1911 Encyclopædia Britannica/Redlands

From Wikisource
Jump to navigation Jump to search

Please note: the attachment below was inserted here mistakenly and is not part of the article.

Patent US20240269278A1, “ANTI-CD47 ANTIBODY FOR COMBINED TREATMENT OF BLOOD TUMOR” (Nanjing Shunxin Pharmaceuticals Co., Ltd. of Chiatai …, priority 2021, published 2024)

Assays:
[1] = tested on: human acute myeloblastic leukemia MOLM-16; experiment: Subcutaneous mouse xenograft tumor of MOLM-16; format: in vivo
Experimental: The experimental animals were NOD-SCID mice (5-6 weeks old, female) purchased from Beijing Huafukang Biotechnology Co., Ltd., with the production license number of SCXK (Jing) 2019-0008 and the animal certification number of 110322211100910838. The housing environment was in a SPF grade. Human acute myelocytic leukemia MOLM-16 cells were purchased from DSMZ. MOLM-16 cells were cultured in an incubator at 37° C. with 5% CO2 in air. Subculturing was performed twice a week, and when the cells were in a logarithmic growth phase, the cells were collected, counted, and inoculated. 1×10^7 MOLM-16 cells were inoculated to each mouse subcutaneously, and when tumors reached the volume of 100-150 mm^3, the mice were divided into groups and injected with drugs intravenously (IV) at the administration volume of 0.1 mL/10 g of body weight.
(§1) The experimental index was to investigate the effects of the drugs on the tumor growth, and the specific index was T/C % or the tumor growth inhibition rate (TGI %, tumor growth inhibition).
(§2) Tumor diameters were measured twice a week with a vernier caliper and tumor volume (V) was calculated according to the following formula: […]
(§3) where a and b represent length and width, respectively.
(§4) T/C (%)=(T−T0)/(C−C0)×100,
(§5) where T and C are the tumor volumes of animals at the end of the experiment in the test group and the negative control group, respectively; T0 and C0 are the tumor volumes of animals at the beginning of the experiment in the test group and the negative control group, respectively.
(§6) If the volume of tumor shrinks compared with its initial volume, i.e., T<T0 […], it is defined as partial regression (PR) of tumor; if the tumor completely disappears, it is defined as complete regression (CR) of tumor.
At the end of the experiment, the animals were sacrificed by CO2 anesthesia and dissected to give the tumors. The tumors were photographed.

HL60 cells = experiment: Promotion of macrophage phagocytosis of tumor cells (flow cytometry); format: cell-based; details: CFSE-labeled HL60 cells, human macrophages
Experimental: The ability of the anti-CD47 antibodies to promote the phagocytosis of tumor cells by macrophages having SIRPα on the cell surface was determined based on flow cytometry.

REDLANDS, a city of San Bernardino county, in southern California, U.S.A., 67 m. (by rail) E. of Los Angeles. Pop. (1900) 4797; (1910) 10,449. It is served by the Southern Pacific and the Atchison, Topeka & Santa Fé railways and by interurban electric lines. The city lies at an altitude of 1350–1600 ft. at the eastern end of the San Bernardino Valley, surrounded on three sides by mountains. To the east Grayback (11,725 ft.) and San Bernardino (11,600 ft.), to the south-east San Iacinto (10,805 ft.), and to the north-west Cajon Pass (4119 ft.) and San Antonio, of Old Baldy (10,142 ft.), are conspicuous landmarks. The city is a well-known tourist and health resort, with beautiful drives. Canyon Crest Park (Smiley Heights) contains about 300 acres, and Prospect Park 50 acres. The city has the A. K. Smiley Public Library, the gift of A. K. Smiley, and is the seat of the University of Redlands (Baptist; co-educational), incorporated in 1907 and opened in 1909. Redlands is one of the most famous orange-growing and shipping centres of California; it also ships other citrus fruits, olive oil, barley, wheat and stone. Olive oil and jam, marmalade and preserved fruits are manufactured. There are electric power plants in the mountains (three in Mill Creek Canyon and two in Santa Ana Canyon). A settlement called Lugonia was established within the limits of the present city in 1874, but Redlands dates from 1887, when it was settled by people from New England, and was chartered as a city.